The Ultimate Guide to JavaScript Error Handling

This tutorial dives into JavaScript error handling so you’ll be able to throw, detect, and handle your own errors.


  1. Showing an Error Message is the Last Resort
  2. How JavaScript Processes Errors
  3. Catching Exceptions
  4. Standard JavaScript Error Types
  5. AggregateError
  6. Throwing Our Own Exceptions
  7. Asynchronous Function Errors
  8. Promise-based Errors
  9. Exceptional Exception Handling

Expert developers expect the unexpected. If something can go wrong, it will go wrong — typically, the moment the first user accesses your new web system.

We can avoid some web application errors like so:

  • A good editor or linter can catch syntax errors.
  • Good validation can catch user input errors.
  • Robust test processes can spot logic errors.

Yet errors remain. Browsers may fail or not support an API we’re using. Servers can fail or take too long to respond. Network connectivity can fail or become unreliable. Issues may be temporary, but we can’t code our way around such problems. However, we can anticipate problems, take remedial actions, and make our application more resilient.

Showing an Error Message is the Last Resort

Ideally, users should never see error messages.

We may be able to ignore minor issues, such as a decorative image failing to load. We could address more serious problems such as Ajax data-save failures by storing data locally and uploading later. An error only becomes necessary when the user is at risk of losing data — presuming they can do something about it.

It’s therefore necessary to catch errors as they occur and determine the best action. Raising and catching errors in a JavaScript application can be daunting at first, but it’s possibly easier than you expect.

How JavaScript Processes Errors

When a JavaScript statement results in an error, it’s said to throw an exception. JavaScript creates and throws an Error object describing the error. We can see this in action in this CodePen demo. If we set the decimal places to a negative number, we’ll see an error message in the console at the bottom. (Note that we’re not embedding the CodePens in this tutorial, because you need to be able to see the console output for them to make sense.)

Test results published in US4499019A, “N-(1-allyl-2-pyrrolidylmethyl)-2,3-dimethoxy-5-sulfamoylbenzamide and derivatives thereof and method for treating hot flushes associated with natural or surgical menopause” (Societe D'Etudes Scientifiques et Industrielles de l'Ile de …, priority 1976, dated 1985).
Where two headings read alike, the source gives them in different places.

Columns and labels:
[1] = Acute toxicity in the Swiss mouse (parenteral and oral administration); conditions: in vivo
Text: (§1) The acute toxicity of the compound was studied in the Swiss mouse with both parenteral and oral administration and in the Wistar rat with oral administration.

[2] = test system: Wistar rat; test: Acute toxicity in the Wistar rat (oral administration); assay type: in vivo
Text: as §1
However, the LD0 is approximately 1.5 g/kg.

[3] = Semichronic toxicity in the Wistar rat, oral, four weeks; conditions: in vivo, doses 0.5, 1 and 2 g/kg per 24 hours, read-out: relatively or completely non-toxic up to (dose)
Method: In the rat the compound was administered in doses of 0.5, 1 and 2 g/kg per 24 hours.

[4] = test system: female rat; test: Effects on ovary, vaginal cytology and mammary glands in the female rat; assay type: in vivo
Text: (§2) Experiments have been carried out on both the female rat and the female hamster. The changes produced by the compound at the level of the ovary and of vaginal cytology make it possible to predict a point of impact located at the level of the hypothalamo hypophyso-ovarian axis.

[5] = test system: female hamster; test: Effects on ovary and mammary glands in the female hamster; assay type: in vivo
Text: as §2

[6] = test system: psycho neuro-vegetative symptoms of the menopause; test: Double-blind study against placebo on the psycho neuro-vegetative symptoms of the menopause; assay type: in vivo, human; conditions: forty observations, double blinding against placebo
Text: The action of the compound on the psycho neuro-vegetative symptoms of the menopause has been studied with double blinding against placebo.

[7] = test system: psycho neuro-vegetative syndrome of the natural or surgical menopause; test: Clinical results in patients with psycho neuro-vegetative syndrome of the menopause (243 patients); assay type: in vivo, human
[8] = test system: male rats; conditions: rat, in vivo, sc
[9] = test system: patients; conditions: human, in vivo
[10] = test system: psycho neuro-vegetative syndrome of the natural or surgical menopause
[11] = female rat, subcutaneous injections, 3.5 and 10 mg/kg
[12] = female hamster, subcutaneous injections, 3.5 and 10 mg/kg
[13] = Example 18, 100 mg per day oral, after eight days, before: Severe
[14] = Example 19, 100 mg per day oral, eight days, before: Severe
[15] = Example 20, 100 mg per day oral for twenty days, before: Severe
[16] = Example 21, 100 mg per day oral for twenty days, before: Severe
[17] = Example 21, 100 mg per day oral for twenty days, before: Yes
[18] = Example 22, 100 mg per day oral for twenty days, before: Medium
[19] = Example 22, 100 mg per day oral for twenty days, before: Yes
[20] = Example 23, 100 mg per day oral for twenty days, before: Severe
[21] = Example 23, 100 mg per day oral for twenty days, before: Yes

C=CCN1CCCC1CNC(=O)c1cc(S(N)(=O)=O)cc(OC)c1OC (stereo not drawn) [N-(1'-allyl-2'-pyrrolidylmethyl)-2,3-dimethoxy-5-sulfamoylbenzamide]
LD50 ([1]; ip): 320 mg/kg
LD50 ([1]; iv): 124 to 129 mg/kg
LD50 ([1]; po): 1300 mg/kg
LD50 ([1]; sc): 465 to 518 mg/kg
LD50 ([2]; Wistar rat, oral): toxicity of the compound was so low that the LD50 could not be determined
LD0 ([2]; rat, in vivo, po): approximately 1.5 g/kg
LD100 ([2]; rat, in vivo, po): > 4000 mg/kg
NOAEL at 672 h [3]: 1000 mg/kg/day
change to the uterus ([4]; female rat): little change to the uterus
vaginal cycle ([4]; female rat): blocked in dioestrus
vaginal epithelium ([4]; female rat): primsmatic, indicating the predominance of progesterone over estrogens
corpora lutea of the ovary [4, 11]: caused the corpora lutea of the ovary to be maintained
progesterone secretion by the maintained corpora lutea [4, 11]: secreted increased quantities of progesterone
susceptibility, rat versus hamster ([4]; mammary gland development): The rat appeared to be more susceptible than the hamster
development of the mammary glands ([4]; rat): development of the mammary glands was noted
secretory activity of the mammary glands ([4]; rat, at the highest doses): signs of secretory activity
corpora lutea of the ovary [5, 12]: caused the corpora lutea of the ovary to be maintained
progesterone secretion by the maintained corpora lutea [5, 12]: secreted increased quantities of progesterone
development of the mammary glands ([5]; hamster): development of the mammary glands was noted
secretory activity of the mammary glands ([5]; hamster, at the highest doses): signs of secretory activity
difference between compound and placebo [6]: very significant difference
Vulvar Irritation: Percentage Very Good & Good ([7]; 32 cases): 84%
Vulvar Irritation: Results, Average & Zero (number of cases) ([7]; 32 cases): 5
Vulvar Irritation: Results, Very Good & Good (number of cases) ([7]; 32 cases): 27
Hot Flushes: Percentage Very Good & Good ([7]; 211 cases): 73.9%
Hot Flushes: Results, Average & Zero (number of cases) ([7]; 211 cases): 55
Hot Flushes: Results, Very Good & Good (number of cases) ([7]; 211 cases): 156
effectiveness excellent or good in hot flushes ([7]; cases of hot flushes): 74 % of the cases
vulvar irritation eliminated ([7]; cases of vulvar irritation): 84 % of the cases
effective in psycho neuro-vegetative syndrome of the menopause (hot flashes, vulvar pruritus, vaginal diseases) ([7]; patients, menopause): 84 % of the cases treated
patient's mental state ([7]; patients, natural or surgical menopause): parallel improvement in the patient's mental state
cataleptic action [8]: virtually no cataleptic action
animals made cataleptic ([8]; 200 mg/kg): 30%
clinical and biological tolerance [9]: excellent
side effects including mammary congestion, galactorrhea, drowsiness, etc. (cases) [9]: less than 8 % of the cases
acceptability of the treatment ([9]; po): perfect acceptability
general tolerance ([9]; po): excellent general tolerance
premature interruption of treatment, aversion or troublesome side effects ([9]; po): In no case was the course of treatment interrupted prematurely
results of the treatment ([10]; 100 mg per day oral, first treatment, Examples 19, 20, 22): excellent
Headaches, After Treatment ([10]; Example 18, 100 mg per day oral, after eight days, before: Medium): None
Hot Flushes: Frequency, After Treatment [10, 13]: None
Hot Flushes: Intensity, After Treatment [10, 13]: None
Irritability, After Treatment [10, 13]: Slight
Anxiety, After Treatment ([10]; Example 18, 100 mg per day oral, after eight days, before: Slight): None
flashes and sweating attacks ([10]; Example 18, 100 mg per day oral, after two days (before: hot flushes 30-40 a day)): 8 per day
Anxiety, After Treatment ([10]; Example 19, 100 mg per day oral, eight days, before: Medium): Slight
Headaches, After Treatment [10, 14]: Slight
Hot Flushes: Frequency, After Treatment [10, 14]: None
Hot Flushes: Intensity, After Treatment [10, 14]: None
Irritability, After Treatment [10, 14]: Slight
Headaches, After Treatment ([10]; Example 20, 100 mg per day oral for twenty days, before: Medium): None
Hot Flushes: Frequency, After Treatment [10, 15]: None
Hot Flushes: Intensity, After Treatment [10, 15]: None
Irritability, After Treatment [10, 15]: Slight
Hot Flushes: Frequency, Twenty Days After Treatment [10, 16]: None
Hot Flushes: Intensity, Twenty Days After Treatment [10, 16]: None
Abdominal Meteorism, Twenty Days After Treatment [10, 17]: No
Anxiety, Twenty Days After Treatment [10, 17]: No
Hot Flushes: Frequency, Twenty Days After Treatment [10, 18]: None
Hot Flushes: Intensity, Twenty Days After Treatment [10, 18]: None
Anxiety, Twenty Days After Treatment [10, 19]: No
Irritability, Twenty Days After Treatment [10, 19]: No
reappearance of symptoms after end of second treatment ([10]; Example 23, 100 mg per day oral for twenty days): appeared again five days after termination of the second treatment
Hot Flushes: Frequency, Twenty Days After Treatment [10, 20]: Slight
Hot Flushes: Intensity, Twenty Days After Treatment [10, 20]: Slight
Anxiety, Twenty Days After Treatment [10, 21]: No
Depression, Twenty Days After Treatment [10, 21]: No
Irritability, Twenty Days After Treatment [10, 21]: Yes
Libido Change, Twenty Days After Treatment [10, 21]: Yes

The result won’t update, and we’ll see a RangeError message in the console. The following function throws the error when dp is negative:

function divide(v1, v2, dp) { return (v1 / v2).toFixed(dp); }

After throwing the error, the JavaScript interpreter checks for exception handling code. None is present in the divide() function, so it checks the calling function:

function showResult() { result.value = divide( parseFloat(num1.value), parseFloat(num2.value), parseFloat(dp.value) ); }

The interpreter repeats the process for every function on the call stack until one of these things happens:

  • it finds an exception handler
  • it reaches the top level of code (which causes the program to terminate and show an error in the console, as demonstrated in the CodePen example above)

Catching Exceptions

We can add an exception handler to the divide() function with a try…catch block:

function divide(v1, v2, dp) { try { return (v1 / v2).toFixed(dp); } catch(e) { console.log(` error name : ${ } error message: ${ e.message } `); return 'ERROR'; }

This executes the code in the try {} block but, when an exception occurs, the catch {} block executes and receives the thrown error object. As before, try setting the decimal places to a negative number in this CodePen demo.